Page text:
The holiday season brings a certain meaning that is followed by a certain heaviness. For this writer, after four years, I am expecting it. Last year I fooled myself by thinking I turned the corner. Our children and grandchild were going to visit, and I was determined to put up the trains under the largest tree ever. I even put lights outside and our homemade manger scene. It reminded me of the girl in “Ordinary People” who told the protagonist, “Let’s have the best Christmas ever.”
But there came a moment that was inescapable, and all of us sat in silence when we either felt the absence or the presence of our oldest son. I am aware of self-fulfilling prophesy, and how attitude determines outcome. I am also aware of biology and how neurotransmitters pass through the brain and effect structures that send hormones through the rest of the body.
So, this heaviness is real. A hiking partner used to tease me and tell me it was all in my head. Well he was half-right. My brain was transmitting messages that told the rest of my body it was fatigued. Cortisol is a stress hormone that leads to memory loss and fatigue. The person no longer thinks clearly, and their body no longer reacts as sharply as it could.
With family comes an undeniable history that colors the meaning of the season. Old relationships are renewed at a time when we want everything to be perfect. We want to be thankful but now thankful comes at a cost. It is so much easier to be thankful when all the chairs around the table are filled with family.
It is special to see how nieces and nephews have grown, to see who is pregnant, and to hold the latest baby. To sit next to the matriarch or the patriarch of the family is equally special. They live their life with grace. To become the matriarch means that everyone else dies. Brutal, isn’t it? They know the history, they remember when Aunt so and so made the pies, they remember when they made the pies, and now they are satisfied when their daughter now makes the pies.
It’s not the circle of life, it’s more like a squiggly line. It’s not a roller coaster. On a roller coaster, the only satisfaction is when it stops, and life doesn’t stop. But there are highs and lows that build us into real people. And we want to be around authentic people – they make us better.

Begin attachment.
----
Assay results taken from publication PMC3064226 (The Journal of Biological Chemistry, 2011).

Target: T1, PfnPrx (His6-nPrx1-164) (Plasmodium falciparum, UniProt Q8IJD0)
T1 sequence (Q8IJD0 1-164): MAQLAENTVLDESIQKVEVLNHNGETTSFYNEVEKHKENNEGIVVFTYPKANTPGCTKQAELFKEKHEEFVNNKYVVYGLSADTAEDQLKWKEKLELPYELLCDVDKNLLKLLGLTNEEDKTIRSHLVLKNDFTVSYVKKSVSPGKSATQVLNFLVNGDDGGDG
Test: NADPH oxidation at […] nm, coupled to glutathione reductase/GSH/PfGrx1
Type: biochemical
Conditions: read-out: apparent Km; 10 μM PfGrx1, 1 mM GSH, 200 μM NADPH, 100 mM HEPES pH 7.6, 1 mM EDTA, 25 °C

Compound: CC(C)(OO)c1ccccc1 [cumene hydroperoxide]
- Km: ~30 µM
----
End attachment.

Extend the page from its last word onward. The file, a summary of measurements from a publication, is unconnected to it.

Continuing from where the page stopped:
We don’t want to be around mopey, “gloomsday,” sad sacks.
“What me, a sad sack?”
“Not me, I’m optimistically waiting for the world to end.”
“Coming from a long line of depressives, it’s in my DNA. It’s biology, right?” Not entirely.
You have a choice. I know. You didn’t have a choice on the day, the day you found out. Maybe you fell to the floor, maybe you cried uncontrollably, maybe you were stunned beyond belief. You were so tired you felt like you couldn’t stand up. You were so tired you couldn’t sleep.
That’s biology, that’s normal, and expected. But it’s known that biology can be influenced. Laughter, exercise, being around positive people, even pets can affect endorphin’s in our brains that are natural opioids, and bathe us in a relaxing sense of accomplishment.
So go. Go to the family get-together. Eat some candied yams and stuffing, have yourself some pumpkin pie. Hold a baby, talk to a great-grandmother, and hug a nephew. But know where you left your coat. Know where the bathroom is, or the pool table in the basement. You may need one of them, you may use all of them. At some point the heaviness may be too difficult, so you excuse yourself, take some time, it is Okay.
I know – it’ll never be the same. That hurts. For me, as time goes on, I’m slowly developing an appreciation that Aaron would have really liked seeing so and so, or he would have liked talking to Uncle what’s his name, or playing with little who was that. It’s sad. That’s one word for it. But how you label your emotions, is how you experience them.
For me, my heaviness is a friend who reminds me that he is near and I will be Okay.
Andy is a Clinical Psychologist who lost his son in a tragic motorcycle accident and now authors articles on bereavement. Look forward to his upcoming posts, quiz, and book, “When Sunday Smiled.” Follow him at his website, AndyMDavidson.com and Facebook.com/ThroughLifeandLoss to find out more about prolonged grief.